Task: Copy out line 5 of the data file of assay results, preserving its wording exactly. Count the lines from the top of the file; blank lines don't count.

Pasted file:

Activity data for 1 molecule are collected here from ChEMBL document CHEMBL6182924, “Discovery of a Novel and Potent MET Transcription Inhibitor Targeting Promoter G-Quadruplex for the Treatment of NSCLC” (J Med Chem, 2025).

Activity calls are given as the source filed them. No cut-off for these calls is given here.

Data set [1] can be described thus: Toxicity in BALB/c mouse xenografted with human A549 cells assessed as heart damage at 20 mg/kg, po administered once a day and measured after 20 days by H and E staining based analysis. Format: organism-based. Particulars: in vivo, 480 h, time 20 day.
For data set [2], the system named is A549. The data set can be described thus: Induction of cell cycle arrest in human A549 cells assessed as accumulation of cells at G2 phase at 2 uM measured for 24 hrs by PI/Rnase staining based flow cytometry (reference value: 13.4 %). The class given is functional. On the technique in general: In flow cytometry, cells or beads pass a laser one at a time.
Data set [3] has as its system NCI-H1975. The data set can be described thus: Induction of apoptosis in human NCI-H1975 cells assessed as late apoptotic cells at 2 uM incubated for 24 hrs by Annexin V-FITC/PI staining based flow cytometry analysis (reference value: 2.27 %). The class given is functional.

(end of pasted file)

Data set [3] has as its system NCI-H1975. The data set can be described thus: Induction of apoptosis in human NCI-H1975 cells assessed as late apoptotic cells at 2 uM incubated for 24 hrs by Annexin V-FITC/PI staining based flow cytometry analysis (reference value: 2.27 %). The class given is functional.